Please can we have some investigation into who is carrying out this vendetta, who are the shadowy figures paying for all this?

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  • RIBA and RICS 'consultees?' Consulted on what? Certainly not planning. Can somone at the AJ ask Roger Madelin?

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  • Sorry, friend. It's not about suitability, it's about privilege.

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  • It's also about wild speculation and hyperbole on the part of the press. If Prince Charles had so much power, then developers would have to say yes. They don't. He doesn't.

    Architects so frequently have little idea about planning.

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  • Campaigning is not the main reason for the existence of this charity. Indeed, what it does can hardly be called campaigning.

    Is 'damage to its reputation' what this latest round of press clamour is designed to do? Is it a deliberate campaign of misinformation in order to attempt such damage?

    Republic would do well not to be used as a tool by those with a personal axe to grind.

    The charitable aims of the Prince's Foundation for the Built Environment are clearly articulated on its website, and responses to recent allegations by its Chief Executive can also be read there.

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  • There is a broader constitutional context to consider. Republic's case is both meritorious and substantial: this individual has a pernicious lack of respect for democratic processes in this country, and persistently refuses to understand his family's role and unwritten obligations within it (including, potentially, the limits of his role as a future monarch).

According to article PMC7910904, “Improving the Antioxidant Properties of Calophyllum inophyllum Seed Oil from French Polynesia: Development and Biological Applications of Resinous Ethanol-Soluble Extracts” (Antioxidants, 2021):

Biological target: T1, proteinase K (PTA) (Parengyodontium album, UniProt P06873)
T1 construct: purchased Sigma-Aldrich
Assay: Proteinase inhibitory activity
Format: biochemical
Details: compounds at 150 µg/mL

Aside from all this, there is an unseemly arrogance in one who, despite lacking any formal qualifications in architecture or indeed any discipline relating to the built environment, seeks to hold sway of those more knowledgable and informed than he.

    The real world is well attuned to this: it comes as some consolation that not one of his favoured architects has achived any genuine distinction either at home or internationally, despite his patronage and that of a few who share his lack of progressive ideals.

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  • Republic's case will be judged on the merits of whether or not the particular allegations stand re the Charity Commissionand the particular charity.

    The rest is no concern of the Charity Commission.